Thu, June 30 2011

Three ways to keep your sanity when it comes to social media

Katya Andresen's avatar

Author, Robin Hood Marketing

Filed under:   Social Media •

When I was a foreign correspondent, I lived in constant fear that I was missing important news.  I’d be awake at night wondering if there were a business deal or political controversy or factory strike that I didn’t know about.  Someone else would have the scoop.  With a whole country to cover, I was sure to be unaware of something.  So I always worried and never, ever relaxed.  The only time I exhaled was at the foreign correspondent’s club when all my competitors were at the bar and I knew that even if something was happening, nothing was being reported.  At least we were all in the dark together.

When I quit wire service reporting, I remember feeling relief that those days were over.

Well, now they’re back.  And I don’t even work as a journalist anymore.

This is the dark side of social media:  it’s on all the time, and if you’re checked out you’re bound to be missing something: a critical Tweet about your organization, a burning question on your blog post, a news development development you need to understand.  Just like with reporting, responding slowly on social media has its hazards.  I’m on vacation this week, but I’m still online because the old reporter in me knows switching it all off has its costs. 

So what is a person with work-life balance to do?  Here’s my advice. 

1. Choose to do a few things well, rather than many things poorly.  If you don’t have a lot of time, pick one or two social media presences and dedicate yourself to being a good listener, conversationalist and content producer in that space.  I focus my energy on blogging and Twitter. 

2. Make it a priority to be responsive in those spaces.  Establishing an online presence and then ignoring it is foolish.  If you fail to provide great content, it’s like building a digital ghost town that makes you look irrelevant - or dead.  if you neglect to actively listen, it’s like going up to someone at a party, telling them about yourself, then walking away when that person begins to talk.  You have to commit more of yourself than that.  If you can’t sustain a conversation on social media, don’t start one.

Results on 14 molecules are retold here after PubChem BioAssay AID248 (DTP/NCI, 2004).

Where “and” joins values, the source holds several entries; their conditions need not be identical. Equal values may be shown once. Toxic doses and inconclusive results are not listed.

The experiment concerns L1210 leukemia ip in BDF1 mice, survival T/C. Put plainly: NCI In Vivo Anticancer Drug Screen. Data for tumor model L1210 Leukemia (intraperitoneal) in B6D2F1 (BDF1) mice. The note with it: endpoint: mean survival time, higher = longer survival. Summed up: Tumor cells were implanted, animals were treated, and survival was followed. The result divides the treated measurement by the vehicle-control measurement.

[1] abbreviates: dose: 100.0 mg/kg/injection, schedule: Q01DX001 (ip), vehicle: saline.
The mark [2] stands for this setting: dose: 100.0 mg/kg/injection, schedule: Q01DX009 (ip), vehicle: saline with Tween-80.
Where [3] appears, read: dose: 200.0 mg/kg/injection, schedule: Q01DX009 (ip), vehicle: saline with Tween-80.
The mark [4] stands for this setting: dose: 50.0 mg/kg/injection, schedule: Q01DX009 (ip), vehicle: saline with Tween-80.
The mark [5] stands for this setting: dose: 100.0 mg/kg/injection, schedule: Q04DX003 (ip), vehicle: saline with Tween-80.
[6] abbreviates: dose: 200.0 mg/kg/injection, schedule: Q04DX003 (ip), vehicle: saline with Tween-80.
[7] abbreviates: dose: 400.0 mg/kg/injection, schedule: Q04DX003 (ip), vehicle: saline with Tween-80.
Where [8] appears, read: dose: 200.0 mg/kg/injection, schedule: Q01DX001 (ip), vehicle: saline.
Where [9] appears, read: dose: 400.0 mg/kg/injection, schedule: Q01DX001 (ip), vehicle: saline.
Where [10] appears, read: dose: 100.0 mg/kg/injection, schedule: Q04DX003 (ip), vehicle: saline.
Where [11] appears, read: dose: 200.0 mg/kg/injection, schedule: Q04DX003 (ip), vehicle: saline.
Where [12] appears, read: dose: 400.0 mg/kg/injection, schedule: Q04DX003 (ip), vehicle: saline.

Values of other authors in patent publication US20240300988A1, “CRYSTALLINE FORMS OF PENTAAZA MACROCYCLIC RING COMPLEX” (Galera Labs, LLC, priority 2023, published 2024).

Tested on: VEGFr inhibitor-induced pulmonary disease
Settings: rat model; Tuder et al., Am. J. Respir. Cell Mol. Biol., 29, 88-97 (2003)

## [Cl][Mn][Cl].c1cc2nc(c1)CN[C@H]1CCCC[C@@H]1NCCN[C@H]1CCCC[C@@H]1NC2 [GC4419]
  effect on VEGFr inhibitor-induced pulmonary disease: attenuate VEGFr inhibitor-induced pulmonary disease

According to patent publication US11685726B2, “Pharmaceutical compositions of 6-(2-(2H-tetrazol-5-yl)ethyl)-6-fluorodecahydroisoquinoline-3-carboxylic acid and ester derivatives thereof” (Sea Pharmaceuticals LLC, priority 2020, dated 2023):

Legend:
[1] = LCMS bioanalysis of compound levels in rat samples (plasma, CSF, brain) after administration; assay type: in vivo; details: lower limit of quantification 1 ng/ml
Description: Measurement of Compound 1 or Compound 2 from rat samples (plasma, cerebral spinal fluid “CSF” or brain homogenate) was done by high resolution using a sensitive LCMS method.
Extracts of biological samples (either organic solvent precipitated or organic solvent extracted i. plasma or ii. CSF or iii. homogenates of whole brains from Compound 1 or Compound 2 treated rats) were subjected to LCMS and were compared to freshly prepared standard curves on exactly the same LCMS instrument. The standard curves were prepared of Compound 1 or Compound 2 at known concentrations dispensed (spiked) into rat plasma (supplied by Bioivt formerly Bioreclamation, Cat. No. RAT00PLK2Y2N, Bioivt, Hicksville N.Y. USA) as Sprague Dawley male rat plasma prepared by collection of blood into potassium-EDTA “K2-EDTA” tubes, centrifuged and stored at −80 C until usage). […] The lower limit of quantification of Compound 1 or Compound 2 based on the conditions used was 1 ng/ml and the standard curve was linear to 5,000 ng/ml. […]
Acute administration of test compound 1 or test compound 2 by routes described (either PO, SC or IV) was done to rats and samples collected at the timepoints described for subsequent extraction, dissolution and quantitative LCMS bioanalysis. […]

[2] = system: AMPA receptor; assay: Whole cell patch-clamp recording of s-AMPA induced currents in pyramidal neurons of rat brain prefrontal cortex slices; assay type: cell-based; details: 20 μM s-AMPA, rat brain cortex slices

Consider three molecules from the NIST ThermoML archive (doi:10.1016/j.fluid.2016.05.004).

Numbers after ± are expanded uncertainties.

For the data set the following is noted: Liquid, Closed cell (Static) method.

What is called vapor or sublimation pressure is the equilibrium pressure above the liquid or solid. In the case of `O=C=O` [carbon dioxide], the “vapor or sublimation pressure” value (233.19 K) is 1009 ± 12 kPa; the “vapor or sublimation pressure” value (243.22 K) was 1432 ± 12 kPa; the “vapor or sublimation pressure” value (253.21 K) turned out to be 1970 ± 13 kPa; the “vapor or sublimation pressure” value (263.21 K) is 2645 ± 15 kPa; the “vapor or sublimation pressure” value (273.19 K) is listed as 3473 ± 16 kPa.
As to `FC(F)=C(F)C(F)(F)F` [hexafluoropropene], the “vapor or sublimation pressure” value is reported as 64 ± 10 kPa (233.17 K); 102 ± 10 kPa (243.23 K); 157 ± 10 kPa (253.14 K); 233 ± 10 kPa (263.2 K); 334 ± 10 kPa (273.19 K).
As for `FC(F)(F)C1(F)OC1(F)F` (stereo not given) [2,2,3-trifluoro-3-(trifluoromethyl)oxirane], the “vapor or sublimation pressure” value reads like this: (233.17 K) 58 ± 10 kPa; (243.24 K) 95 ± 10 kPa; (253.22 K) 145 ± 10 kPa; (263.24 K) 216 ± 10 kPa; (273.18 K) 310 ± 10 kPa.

3. Pass out the slingshots.  I was on a panel with Joe Trippi last night, and he talked about empowering your champions to spread your message and do your work.  He said it’s like handing out slingshots to an army of Davids.  You don’t have to carry the burden of conversation alone like some Goliath social media guru.  That doesn’t work well anyway.  The more your supporters take over your engagement, the more effective your message—and the saner your life.

On that theme, any volunteers to guest post this week?  smile

  • Comment: (8)   

Comments

Katya,
I so agree. So frustrating to find a wonderful nonprofit on Facebook, comment on their page about how great they are and then never hear from them. Or hear from them a week later. This is NOT snail mail. I just wrote a blog post about this called, “If you’re gonna “do” social media, then do it!” I think we are not alone in these thoughts because it got a lot of traffic. I am going to include a link to your post in my weekly newsletter. You said it so well. I LOVE the analogy of a ghost town. And getting volunteers to help is also a great idea. Nonprofits are just so afraid of losing control. But you want folks talking about your organization. So empower them to do so. Thanks for this great post.

Posted by Heidi Massey  on  06/30  at  08:14 PM

Hi Katya,

Great post as always. I read your blog everyday and I learn something each time. I’d love to volunteer to guest post to help your readers learn how great customer service can dramatically boost sales and donations, but my book is not completed yet. Perhaps once it is finished I can write a guest post. The book is for non-profits and for profits to help them stop doing what drives people away, and start doing what delights donors/customers. Like you recently said, service stinks, and I agree. Thank you. Kirt

Posted by Kirt Manecke  on  07/01  at  02:18 AM

Thanks, Kirt.  I can’t wait for your book! When it’s done let me know and we can post all about it here.

Posted by Katya Andresen  on  07/01  at  01:58 PM

Hi Katya, You are welcome. Thank you. I will let you know when my book is done. Thank you again. Have a nice Fourth!

Posted by Kirt Manecke  on  07/01  at  02:13 PM

This is sound advice – homing in on a couple of social outlets allows you to be much more comprehensive in the information you provide your audiences. It’s always important to make sure you don’t spread yourself too thin – thanks for this reminder.

Posted by Event360  on  07/01  at  04:36 PM

If a non profit brand has an existing audience, that has regular contact (staff, website visitors, donors, congregation) what is the % of all of these audience that will actively engage with a new social media presence i(f the new presence is promoted heavily) over the period of the first month.Reputation Management Services

Posted by .(JavaScript must be enabled to view this email address)  on  07/06  at  10:31 AM

I for one know how annoying it is for your emails and posts to go unanswered. I once asked a pretty well known association for some contact details involving an online marketing project I was doing. Guess what? They answered a month later telling me it would be great to collaborate, but leaving out the information I had requested.. For goodness sake, they should have someone check their mail on a regular basis, not twice a year!

Posted by Restaurant  on  07/06  at  01:16 PM

Totally! I quote you all the time. BTW, I love your blog because it’s succinct. It’s not a tome.

Posted by Ruth Portnoy  on  07/06  at  01:25 PM

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